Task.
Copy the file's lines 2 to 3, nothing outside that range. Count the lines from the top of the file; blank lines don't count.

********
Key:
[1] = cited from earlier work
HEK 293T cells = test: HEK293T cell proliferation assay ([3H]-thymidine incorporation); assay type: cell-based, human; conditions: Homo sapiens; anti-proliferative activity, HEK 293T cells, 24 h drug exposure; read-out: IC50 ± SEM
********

[1] = cited from earlier work
HEK 293T cells = test: HEK293T cell proliferation assay ([3H]-thymidine incorporation); assay type: cell-based, human; conditions: Homo sapiens; anti-proliferative activity, HEK 293T cells, 24 h drug exposure; read-out: IC50 ± SEM